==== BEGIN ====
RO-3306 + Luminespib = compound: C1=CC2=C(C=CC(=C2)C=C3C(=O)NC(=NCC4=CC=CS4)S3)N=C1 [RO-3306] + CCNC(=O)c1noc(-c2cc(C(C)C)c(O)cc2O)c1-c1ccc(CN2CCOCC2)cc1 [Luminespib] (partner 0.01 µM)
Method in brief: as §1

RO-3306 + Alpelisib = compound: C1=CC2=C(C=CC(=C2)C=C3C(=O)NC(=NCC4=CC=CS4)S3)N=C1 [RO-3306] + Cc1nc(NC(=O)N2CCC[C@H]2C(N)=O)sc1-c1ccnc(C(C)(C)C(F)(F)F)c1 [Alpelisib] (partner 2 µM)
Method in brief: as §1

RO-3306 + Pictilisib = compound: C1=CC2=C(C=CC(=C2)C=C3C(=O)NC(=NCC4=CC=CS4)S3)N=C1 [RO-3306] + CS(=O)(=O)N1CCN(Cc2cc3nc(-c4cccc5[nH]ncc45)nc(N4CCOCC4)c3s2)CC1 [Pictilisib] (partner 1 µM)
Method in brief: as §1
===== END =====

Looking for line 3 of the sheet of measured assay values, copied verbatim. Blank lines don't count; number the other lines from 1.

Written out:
RO-3306 + Alpelisib = compound: C1=CC2=C(C=CC(=C2)C=C3C(=O)NC(=NCC4=CC=CS4)S3)N=C1 [RO-3306] + Cc1nc(NC(=O)N2CCC[C@H]2C(N)=O)sc1-c1ccnc(C(C)(C)C(F)(F)F)c1 [Alpelisib] (partner 2 µM)